So we cobble things together. Our own ideas, our own lives, a mishmash of things we've seen or heard or read or experienced. We tear things up in our mind and stick them together again in a new order. We recreate Dr. Frankenstein's monster each time we plan a new book. We may take something that existed in another form or universe, and breathe fresh life into it, make it new.

There's room for everyone's novel: even yours.

And an idea may feel new to us. Flushed with the triumph of imagination over torpor, we tell ourselves a plot has come straight out of the ether, that it came clean and true and unrelated to anything else, that it owes nothing to anyone. But really? 

At the heart of it, there is something a little bit shady about the idea-generating business. The novel idea. Because 'novel' does actually mean 'new', remember? And we have been told since antiquity - Ecclesiastes - that there is 'nothing new under the sun.' So finally we have to turn and face the dreaded word we have been trying to avoid all along.


As novelists, we are always told to make it new, to be original. Agents clamour for it - to avoid selling the same old stories to jaded editors. Publishers demand it - to avoid being sued. Readers hope for it - to avoid being bored. And we ourselves - to avoid professional embarrassment, if for no other reason - hunt for originality like the Holy Grail, even when writing in a self-limiting field like series fiction. In fact, novelists being grandiose types, we want our latest idea to be the most original idea in the history of novel-writing. (And if we can't quite stretch to that, then we will reluctantly settle for the best idea we've come up with so far.)

But here's the thing. The truly novel idea is impossible. So just do what you can, and don't sweat it too much if another writer - or indeed several other writers - have books out the same month that echo yours. (This happens uncannily often.) Novel-writing has a lengthy and respectable tradition, and your novel is adding to that, like one of those chain poems where everyone contributes a line. You cannot be read out of context and so should not feel you need to write out of context.

What can be original and new in all this borrowing and cobbling is you. Your narrative voice. Your treatment. Your unique way of seeing things and putting them together. You are the magic ingredient that makes it new. So when you're stirring the pot, don't lose confidence because there are thousands of other blackmailed husband and betrayed wife stories out there. None of those stories are like yours because they were not written by you. (Hopefully! I'll deal with writers who repeat themselves or have 'favourite' themes in a later post.)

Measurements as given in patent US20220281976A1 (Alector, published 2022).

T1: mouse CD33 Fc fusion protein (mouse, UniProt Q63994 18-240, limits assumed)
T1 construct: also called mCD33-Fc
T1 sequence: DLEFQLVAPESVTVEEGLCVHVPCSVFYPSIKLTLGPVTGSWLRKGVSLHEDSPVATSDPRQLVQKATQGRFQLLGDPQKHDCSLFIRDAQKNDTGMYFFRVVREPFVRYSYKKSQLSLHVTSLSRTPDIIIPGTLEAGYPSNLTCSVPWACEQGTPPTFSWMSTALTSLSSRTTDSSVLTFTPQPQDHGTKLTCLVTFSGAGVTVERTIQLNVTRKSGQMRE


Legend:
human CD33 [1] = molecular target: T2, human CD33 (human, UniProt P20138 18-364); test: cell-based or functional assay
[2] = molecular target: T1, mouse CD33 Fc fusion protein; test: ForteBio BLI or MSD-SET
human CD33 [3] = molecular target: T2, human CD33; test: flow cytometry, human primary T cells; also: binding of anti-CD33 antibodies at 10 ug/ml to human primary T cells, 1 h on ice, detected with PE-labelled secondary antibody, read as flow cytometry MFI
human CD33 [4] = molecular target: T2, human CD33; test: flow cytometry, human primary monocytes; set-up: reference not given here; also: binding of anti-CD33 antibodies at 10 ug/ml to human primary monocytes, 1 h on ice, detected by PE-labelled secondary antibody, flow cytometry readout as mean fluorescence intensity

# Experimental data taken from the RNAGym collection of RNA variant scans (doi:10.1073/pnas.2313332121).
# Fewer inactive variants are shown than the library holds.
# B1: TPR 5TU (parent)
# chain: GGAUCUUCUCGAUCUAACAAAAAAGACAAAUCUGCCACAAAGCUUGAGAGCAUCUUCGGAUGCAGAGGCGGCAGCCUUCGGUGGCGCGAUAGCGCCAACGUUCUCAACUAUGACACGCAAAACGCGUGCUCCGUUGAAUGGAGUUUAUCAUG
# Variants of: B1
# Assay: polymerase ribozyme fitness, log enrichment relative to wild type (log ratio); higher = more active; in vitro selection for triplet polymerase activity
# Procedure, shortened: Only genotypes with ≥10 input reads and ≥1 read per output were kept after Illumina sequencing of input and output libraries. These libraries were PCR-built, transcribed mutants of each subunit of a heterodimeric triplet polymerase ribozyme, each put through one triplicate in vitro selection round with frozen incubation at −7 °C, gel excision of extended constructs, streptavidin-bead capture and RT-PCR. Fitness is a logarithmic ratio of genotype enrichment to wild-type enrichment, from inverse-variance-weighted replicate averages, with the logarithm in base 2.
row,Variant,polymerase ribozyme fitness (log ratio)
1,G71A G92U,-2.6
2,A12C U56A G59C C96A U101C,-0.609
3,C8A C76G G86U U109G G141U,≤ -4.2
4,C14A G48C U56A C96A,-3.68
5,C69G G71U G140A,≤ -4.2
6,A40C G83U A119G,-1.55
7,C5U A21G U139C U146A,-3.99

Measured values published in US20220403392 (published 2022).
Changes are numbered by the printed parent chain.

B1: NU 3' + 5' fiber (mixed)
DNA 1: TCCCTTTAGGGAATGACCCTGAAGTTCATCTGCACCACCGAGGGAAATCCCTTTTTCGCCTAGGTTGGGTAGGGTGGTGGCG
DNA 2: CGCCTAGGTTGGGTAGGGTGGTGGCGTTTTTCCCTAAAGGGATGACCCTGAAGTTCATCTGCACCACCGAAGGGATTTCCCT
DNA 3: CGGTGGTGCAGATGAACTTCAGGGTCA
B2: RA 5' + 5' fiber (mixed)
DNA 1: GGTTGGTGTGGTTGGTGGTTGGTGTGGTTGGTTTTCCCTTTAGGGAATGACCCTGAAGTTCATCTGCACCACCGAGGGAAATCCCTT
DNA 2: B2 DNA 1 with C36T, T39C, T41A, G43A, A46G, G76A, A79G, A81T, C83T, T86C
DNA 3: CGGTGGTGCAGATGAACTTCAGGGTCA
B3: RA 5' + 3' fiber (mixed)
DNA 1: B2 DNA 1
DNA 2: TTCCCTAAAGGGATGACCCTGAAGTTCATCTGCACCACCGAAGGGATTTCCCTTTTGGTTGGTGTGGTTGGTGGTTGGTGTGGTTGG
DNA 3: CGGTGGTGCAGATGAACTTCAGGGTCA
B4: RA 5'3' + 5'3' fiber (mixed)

Question: where do you get your ideas from? Answers in the comment box, please. Join the debate!

So yes, the idea for a novel is always impossible, because it is never simple, never original, and almost never turns out exactly as you intended at the planning stage. But just remember that your idea cannot be seen out of its context in the grand parade of novels that came before - and will come after - and that you yourself are the magic ingredient that makes your hotchpotch of characters and ideas into something novel, something new.


  1. The question we all hate - and you've explained the process so well. I usually say "The ideas shop".

  2. It would be wonderful, wouldn't it, Lesley, to have a real Ideas Shop?

    But then, I can see it now ... we'd all turn up to the annual writers' party, and shock, horror, at least ten people there would be wearing THE SAME IDEA!

  3. Something pops into my head that triggers a thought process. If I wasn't a writer, the thought would be meaningless. I am currently working on a thriller that was inspired simply by my brother mentioning the name of a distant relative who I had never met. The name wouldn't leave me and consequently I am writing (trying to) a story using him as a character that fits an imaginary profile.

  4. This is encouraging as sometimes I feel my novel has similarities with other works, but I've read so much over the years it's not too surprising!

  5. I read or see something that, for whatever reason, strikes a chord in my mind and then stays there. I call it an itch that won't go away, because I know eventually I'll use it somewhere, sometime, in a story.


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Many thanks, Jane Holland